The Modern Jazz Trio with Jerry Bergonzi: Straight Gonz

The 73-year-old tenor saxophonist continues his authoritative trawl through the legacy of John Coltrane, chops to the fore


They don’t make headlines in the Wire nor wear colourful kaftans in public parks. But nobody beats the veteran interpreters of John Coltrane. England cherishes Alan Skidmore while the Dutch appreciate the efforts of Ben van den Dungen.

By no means rigid hardliners, they share with American tenor saxophonist Jerry Bergonzi an unbridled passion for Coltrane’s far-reaching dance and, to be sure, back it up with uncommon chops. When God handed out chops, He chopped them up in bits, distributed the bigger parts to Bergonzi and subsequently nicknamed his “Gonz”.

His decade-long stint with Dave Brubeck, the high-profile start to his career that led to acclaimed releases on SteepleChase, Savant and Double Time, did nothing to diminish his development as a highly original extension of the Coltrane aesthetic in his US homeland. At the same time, Bergonzi frequently cooperated with Europe’s finest, notably Alex Riel and George Gruntz. His long-standing association with pianist Carl Winther, bassist Johnny Åman and drummer Anders Mogensen, known as The Modern Jazz Trio, has so far resulted in six albums, among those Standard Gonz. The latest is Straight Gonz, recorded live at Dexter Jazz Club in Odense, Denmark.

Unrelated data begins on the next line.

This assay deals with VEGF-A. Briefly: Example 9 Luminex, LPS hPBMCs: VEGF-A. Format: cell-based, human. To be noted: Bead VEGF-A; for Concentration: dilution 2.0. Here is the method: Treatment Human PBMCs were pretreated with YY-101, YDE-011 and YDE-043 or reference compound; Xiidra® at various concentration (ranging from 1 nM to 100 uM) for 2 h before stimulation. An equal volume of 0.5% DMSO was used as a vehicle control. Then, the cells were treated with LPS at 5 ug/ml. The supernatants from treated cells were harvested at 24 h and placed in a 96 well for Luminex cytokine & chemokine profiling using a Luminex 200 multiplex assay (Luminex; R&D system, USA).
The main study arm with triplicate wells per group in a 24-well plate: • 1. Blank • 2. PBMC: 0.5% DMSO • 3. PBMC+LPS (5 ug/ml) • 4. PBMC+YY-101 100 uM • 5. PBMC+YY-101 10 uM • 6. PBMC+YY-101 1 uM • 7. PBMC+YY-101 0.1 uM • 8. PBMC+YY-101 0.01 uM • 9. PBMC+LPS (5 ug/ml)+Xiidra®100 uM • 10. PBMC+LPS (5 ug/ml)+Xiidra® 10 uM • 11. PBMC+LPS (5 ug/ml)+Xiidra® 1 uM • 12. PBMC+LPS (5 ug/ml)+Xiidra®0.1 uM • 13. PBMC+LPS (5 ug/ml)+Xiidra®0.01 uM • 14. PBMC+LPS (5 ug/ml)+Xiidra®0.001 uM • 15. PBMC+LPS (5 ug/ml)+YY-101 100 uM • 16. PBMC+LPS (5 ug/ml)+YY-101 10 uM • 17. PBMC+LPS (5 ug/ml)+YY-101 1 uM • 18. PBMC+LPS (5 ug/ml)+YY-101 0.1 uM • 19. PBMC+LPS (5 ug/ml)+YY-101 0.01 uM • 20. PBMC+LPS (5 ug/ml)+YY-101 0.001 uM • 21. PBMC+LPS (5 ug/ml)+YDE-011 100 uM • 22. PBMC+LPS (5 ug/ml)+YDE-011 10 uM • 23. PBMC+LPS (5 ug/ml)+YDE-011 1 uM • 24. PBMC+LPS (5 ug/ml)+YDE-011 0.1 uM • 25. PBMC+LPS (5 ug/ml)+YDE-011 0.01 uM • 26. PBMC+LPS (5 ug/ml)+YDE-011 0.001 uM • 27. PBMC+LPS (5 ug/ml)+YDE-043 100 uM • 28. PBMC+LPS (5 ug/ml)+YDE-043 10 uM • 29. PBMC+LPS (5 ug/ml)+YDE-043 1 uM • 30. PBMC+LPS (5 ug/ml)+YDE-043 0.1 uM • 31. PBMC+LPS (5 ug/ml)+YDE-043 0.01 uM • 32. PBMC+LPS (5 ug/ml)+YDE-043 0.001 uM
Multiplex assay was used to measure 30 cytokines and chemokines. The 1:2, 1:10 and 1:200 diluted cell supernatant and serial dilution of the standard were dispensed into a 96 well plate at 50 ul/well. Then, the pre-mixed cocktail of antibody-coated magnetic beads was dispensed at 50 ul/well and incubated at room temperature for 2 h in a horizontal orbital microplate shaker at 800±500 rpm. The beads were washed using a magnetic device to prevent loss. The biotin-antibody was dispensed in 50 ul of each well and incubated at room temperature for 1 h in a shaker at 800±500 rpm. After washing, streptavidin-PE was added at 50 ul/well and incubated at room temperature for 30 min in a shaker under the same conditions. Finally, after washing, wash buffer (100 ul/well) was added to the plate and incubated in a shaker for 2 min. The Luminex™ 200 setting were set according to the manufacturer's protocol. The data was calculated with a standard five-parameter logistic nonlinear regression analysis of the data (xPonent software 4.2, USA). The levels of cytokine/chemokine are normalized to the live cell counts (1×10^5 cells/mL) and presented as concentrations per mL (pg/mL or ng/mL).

As a notable writer of more than two hundred tunes, Bergonzi is spoilt for choice. The concise and sultry I See You and Don’t Look Back are not his most impressive melodies but Bergonzi treats them with controlled power. On the other hand, he takes his time developing the architecture of Ayaz, a modal burner in the spirit of the Coltrane quartet on Impulse. All the same, Bergonzi rips and roars through it like a leopard through a herd of antelopes. If this is Straight Gonz, what in the world would Avant Gonz sound like?

Ayaz is the most spirited effort as well from The Modern Jazz Trio, notably Carl Winther, who is the perfect McCoy to Bergonzi’s Trane. The flexibility of the trio keeps the lengthy warhorses of Body And Soul and All Of You interesting.

For all his bossy tenor playing, there’s no mistaking that Bergonzi is a refined and graceful saxophonist. The extended coda of Body And Soul is a masterclass not only of timing but soulfulness as well. There seems to be no stopping the 73-year old heavyweight of the tenor saxophone.

I See You; Xtra Xtra; All Of You; Body And Soul; Ayaz; Don’t Look Back (40.34)
Bergonzi (ts); Carl Winther (p); Johnny Åman (b); Anders Mogensen (d). Dexter’s Jazz Club, Odense, 2019.
CR 73523